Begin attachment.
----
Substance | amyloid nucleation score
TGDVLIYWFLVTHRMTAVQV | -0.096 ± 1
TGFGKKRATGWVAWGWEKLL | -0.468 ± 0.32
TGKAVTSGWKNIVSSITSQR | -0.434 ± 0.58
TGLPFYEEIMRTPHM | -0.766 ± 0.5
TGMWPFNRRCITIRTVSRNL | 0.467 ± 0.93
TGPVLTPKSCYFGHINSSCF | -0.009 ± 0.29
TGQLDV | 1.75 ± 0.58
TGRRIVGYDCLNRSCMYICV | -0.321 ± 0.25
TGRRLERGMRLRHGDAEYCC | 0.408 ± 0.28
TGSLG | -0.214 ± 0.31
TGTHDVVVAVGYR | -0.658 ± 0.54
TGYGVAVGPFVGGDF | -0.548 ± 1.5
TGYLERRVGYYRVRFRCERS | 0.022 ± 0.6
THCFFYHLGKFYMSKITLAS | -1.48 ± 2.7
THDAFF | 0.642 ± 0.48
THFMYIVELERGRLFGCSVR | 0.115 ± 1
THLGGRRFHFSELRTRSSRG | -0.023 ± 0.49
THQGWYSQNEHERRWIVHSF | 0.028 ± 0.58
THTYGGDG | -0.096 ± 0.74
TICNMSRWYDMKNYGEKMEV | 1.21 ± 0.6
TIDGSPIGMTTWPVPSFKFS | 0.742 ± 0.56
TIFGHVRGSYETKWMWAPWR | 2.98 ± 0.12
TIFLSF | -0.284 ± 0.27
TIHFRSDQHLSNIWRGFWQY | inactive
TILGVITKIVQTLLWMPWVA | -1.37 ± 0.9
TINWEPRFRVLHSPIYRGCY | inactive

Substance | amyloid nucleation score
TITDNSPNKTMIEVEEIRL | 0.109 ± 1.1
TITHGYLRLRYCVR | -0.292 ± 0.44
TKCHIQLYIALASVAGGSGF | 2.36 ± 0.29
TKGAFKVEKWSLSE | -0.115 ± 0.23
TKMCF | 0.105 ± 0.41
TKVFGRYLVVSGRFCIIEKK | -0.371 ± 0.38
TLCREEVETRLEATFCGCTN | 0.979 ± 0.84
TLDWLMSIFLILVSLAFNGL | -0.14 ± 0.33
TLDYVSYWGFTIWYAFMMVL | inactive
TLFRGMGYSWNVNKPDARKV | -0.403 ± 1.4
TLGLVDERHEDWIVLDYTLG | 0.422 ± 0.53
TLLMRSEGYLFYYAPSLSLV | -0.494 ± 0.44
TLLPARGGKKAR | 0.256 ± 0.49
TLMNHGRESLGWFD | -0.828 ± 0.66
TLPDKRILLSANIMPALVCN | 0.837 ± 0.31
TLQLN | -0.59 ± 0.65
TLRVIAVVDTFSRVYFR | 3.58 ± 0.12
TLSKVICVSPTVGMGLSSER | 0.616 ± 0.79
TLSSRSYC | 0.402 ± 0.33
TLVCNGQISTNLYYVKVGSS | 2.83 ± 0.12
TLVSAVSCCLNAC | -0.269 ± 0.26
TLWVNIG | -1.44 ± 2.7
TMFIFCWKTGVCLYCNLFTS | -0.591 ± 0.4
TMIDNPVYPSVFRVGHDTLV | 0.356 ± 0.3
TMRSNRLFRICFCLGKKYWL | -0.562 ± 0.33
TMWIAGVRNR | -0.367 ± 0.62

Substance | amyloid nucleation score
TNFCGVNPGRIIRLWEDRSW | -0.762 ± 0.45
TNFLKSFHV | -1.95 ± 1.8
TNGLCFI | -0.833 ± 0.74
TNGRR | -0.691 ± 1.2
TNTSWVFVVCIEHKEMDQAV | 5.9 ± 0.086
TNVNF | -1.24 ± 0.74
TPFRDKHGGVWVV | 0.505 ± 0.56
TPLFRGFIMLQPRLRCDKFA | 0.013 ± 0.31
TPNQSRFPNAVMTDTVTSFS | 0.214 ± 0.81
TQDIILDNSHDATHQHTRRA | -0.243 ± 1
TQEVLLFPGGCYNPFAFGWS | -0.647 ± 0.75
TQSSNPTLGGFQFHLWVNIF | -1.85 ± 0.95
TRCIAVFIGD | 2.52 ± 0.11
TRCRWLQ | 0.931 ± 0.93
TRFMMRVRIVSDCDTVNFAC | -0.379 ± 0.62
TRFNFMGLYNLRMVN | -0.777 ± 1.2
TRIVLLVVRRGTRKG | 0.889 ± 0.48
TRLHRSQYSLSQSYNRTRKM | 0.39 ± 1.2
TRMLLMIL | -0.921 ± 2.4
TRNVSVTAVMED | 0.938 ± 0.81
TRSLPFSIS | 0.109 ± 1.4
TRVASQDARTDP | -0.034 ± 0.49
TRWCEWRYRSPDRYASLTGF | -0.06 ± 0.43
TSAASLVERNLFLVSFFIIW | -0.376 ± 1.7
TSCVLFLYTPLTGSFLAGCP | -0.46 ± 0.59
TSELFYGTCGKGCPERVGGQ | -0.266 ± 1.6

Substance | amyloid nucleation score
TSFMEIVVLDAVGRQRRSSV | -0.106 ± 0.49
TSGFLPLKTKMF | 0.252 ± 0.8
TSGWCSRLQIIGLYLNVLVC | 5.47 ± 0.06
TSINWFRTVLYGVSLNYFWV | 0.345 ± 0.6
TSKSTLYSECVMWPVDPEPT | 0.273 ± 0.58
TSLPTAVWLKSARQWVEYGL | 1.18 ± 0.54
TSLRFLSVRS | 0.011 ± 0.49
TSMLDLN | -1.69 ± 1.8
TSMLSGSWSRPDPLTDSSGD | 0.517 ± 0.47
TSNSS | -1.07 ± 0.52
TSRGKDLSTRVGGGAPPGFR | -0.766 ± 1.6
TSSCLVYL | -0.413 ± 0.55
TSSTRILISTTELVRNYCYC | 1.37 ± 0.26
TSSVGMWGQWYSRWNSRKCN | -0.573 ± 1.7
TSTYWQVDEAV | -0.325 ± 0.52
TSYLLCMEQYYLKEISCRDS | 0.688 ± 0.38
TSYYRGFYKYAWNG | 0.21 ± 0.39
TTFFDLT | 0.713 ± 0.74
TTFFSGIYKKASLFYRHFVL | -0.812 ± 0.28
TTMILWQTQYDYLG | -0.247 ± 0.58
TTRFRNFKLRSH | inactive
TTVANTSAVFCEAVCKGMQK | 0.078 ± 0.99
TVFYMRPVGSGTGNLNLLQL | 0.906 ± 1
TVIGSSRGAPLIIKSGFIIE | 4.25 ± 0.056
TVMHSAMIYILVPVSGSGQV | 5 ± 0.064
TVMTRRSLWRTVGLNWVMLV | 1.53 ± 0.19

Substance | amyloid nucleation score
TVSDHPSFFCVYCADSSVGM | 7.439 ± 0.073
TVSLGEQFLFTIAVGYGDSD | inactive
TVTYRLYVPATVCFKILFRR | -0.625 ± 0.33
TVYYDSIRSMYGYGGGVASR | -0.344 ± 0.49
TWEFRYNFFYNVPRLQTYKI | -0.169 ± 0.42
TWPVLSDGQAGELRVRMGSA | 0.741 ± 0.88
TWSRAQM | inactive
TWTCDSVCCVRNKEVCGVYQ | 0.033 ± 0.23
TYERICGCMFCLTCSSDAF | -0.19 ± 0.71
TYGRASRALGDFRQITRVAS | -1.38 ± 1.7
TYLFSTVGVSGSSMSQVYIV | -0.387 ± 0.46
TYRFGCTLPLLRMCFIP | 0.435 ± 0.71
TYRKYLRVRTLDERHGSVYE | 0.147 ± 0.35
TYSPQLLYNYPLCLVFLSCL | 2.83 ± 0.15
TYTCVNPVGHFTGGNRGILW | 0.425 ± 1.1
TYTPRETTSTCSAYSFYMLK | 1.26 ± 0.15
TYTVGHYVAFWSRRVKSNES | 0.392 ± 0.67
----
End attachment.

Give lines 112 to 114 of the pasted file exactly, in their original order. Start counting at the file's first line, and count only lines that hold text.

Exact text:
TVTYRLYVPATVCFKILFRR | -0.625 ± 0.33
TVYYDSIRSMYGYGGGVASR | -0.344 ± 0.49
TWEFRYNFFYNVPRLQTYKI | -0.169 ± 0.42